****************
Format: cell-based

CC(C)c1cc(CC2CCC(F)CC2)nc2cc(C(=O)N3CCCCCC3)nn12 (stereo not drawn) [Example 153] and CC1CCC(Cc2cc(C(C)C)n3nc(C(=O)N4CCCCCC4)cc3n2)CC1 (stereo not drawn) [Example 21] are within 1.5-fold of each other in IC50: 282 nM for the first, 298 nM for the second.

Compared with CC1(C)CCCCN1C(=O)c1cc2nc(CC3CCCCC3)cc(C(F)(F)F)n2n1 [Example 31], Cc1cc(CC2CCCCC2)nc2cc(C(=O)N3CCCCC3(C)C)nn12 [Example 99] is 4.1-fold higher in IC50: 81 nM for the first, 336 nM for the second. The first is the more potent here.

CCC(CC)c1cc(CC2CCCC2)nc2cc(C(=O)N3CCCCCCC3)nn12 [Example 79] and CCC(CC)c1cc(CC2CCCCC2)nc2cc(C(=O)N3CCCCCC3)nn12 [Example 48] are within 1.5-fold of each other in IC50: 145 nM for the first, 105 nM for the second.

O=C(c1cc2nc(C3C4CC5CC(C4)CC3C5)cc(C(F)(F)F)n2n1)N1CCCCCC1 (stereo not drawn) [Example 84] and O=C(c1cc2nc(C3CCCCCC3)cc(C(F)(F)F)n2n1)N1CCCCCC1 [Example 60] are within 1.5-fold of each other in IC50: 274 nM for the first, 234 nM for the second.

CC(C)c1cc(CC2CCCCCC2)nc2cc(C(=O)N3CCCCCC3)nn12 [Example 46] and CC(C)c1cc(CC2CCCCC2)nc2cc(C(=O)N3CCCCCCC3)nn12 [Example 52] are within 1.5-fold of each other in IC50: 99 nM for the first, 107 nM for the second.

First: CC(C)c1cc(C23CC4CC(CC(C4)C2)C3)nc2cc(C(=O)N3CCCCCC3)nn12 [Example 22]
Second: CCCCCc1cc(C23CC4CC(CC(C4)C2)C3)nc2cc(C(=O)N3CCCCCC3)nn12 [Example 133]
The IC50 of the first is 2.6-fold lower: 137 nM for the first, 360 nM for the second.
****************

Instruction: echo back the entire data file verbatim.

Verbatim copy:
Format: cell-based

CC(C)c1cc(CC2CCC(F)CC2)nc2cc(C(=O)N3CCCCCC3)nn12 (stereo not drawn) [Example 153] and CC1CCC(Cc2cc(C(C)C)n3nc(C(=O)N4CCCCCC4)cc3n2)CC1 (stereo not drawn) [Example 21] are within 1.5-fold of each other in IC50: 282 nM for the first, 298 nM for the second.

Compared with CC1(C)CCCCN1C(=O)c1cc2nc(CC3CCCCC3)cc(C(F)(F)F)n2n1 [Example 31], Cc1cc(CC2CCCCC2)nc2cc(C(=O)N3CCCCC3(C)C)nn12 [Example 99] is 4.1-fold higher in IC50: 81 nM for the first, 336 nM for the second. The first is the more potent here.

CCC(CC)c1cc(CC2CCCC2)nc2cc(C(=O)N3CCCCCCC3)nn12 [Example 79] and CCC(CC)c1cc(CC2CCCCC2)nc2cc(C(=O)N3CCCCCC3)nn12 [Example 48] are within 1.5-fold of each other in IC50: 145 nM for the first, 105 nM for the second.

O=C(c1cc2nc(C3C4CC5CC(C4)CC3C5)cc(C(F)(F)F)n2n1)N1CCCCCC1 (stereo not drawn) [Example 84] and O=C(c1cc2nc(C3CCCCCC3)cc(C(F)(F)F)n2n1)N1CCCCCC1 [Example 60] are within 1.5-fold of each other in IC50: 274 nM for the first, 234 nM for the second.

CC(C)c1cc(CC2CCCCCC2)nc2cc(C(=O)N3CCCCCC3)nn12 [Example 46] and CC(C)c1cc(CC2CCCCC2)nc2cc(C(=O)N3CCCCCCC3)nn12 [Example 52] are within 1.5-fold of each other in IC50: 99 nM for the first, 107 nM for the second.

First: CC(C)c1cc(C23CC4CC(CC(C4)C2)C3)nc2cc(C(=O)N3CCCCCC3)nn12 [Example 22]
Second: CCCCCc1cc(C23CC4CC(CC(C4)C2)C3)nc2cc(C(=O)N3CCCCCC3)nn12 [Example 133]
The IC50 of the first is 2.6-fold lower: 137 nM for the first, 360 nM for the second.